I mostly shoot landscapes at 11-16 to fit as much as possible. With the advent of shirik, the need to make panoramas by gluing several frames has disappeared. Of course, the width does not allow me to make a real panorama when it is 180-360 degrees, but the angle is enough for me. Even wider, you can photograph architecture perfectly, I like how it breaks geometry (not for everyone). In general, with the help of it it is very cool to look for some angles that are inaccessible to the ordinary eye and the ordinary lens. Perhaps you have seen such a technique in our blog or on other blogs - shooting from ground level, when the camera is placed on the ground, or is very close to it. Here with a width it turns out very well.

Paris. Taken from the ground on a soap dish, I really like this photo

Paris, shot from the ground on a soap dish. I really like this photo, Daria shot


I use Aperture Priority 90% of the time. Since my subjects are mostly static, or at least not moving too fast, shutter priority mode is not particularly necessary. I already wrote in an article about basic camera settings, what values ​​and rules I use, I will not repeat now. That is, I set the aperture, and then I just keep track of which shutter speed the camera chooses. If something doesn't suit me, then I quickly turn the exposure compensation wheel in one direction or another. As a rule, in the negative, because the main problem is the lack of light and, accordingly, there is not enough stock of capabilities from the equipment. Nevertheless, if I mention at least some value, then in general cases, when I am not going to shoot anything on purpose, I set the aperture somewhere F5.6.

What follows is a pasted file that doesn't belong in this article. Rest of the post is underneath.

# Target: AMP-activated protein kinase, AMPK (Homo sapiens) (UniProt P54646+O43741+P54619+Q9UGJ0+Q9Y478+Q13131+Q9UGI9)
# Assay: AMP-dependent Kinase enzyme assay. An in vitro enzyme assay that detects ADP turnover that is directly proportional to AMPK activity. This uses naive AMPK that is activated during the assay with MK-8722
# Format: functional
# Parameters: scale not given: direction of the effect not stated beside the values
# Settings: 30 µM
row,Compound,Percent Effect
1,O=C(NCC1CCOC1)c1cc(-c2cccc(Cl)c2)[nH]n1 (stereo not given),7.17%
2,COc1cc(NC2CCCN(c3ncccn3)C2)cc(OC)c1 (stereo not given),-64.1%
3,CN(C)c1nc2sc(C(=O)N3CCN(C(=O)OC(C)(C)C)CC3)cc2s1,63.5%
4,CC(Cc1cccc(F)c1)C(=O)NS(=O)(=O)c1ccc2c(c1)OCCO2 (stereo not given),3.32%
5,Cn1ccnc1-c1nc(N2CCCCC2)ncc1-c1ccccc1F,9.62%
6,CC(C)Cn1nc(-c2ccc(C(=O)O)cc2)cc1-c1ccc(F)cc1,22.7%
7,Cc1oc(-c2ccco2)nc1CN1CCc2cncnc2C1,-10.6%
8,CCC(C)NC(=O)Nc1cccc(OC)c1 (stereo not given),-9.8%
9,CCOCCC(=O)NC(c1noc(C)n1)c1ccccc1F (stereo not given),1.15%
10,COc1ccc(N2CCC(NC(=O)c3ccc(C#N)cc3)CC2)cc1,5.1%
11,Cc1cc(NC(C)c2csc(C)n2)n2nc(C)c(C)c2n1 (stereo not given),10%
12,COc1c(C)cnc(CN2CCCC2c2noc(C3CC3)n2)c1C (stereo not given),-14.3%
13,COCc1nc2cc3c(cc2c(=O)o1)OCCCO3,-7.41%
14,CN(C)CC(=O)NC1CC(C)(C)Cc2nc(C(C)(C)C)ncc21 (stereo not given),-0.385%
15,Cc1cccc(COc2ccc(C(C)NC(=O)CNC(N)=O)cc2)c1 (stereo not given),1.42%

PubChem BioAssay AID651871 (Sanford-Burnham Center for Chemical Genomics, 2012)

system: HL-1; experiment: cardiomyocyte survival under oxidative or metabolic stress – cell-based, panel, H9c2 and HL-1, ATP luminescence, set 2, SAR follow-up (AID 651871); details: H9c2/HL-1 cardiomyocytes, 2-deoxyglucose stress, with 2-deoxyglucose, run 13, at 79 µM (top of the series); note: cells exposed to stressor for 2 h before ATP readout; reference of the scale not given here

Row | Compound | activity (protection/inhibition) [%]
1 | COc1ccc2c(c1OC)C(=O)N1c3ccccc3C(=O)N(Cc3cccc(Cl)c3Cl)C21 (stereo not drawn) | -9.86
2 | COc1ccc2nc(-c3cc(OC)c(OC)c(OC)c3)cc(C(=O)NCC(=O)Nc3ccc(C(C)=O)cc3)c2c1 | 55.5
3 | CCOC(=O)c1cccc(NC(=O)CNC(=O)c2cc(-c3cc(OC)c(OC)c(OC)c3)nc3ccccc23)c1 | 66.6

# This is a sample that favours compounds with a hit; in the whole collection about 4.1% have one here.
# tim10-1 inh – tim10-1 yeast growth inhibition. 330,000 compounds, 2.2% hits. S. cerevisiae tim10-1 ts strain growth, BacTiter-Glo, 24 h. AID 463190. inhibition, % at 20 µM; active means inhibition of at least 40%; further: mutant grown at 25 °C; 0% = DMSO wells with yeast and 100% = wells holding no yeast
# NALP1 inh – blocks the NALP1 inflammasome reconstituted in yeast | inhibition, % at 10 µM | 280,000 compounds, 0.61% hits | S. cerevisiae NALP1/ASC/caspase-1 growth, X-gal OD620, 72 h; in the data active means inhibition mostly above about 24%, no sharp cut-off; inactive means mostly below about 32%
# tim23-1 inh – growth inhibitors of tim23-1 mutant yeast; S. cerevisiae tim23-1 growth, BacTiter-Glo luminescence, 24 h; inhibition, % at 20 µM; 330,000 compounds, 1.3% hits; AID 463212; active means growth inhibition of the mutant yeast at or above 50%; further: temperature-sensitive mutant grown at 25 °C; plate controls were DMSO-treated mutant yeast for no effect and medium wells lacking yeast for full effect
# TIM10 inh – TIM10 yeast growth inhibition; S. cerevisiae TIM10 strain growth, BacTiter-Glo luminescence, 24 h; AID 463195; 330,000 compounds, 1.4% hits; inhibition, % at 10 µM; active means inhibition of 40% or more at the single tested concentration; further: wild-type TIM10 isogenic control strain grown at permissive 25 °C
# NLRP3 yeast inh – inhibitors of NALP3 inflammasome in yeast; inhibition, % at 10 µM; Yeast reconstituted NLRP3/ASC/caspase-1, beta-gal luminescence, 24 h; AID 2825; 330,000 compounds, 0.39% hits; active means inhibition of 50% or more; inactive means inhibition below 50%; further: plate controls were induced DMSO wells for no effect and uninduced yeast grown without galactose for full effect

Also in this mode, I often set the exposure compensation in advance to -1/3, -2/3, -1. This allows me to gain a little over shutter speed or aperture. Yes, the frame turns out darker than necessary (underexposed), but this is easily stretched later in Lightroom without loss, because I shoot in Raw. I will add that I often set the ISO a little higher than necessary, almost never lower it below 400, so that there is a margin for the settings. Since my working ISO is up to 1600 (in my opinion), there is no point in lowering it below 400 at all, well, only if I do not shoot a waterfall at a long exposure in sunlight, when, on the contrary, I have to twist everything in the opposite direction to reduce too bright light. In the cheapest DSLRs or in mirrorless cameras, I think, if possible, it is worth lowering it below 400.

I almost always have one point focusing. On the previous camera, it was only the central point (it is the most accurate, because it was the only one with a cross), now sometimes I move it to the place I need (now I have all the points with a cross). Naturally, if possible, it is better to move it so as not to build up the central compositions. But, if this is not possible, then how to shoot at the center point? We focused on the subject by pressing the shutter button halfway, moved the camera to the side to get a non-central composition, and pressed the shutter button. Try different ways to shoot and see if your camera misses or not..

How to take travel photography

How to photograph when traveling. Photo by Katya Kuchina.

Some nuances

  • If I'm on a photo hunt, then I never turn off the camera and keep it around my neck. Only in this case, you can not miss the shot. And in general, putting the camera in a bag / backpack and then getting it out again quickly gets boring. An exception is a hiking trip, when you can hook a not cheap camera to some stone or snag. When hiking, the camera is always in the trunk and on the shoulder.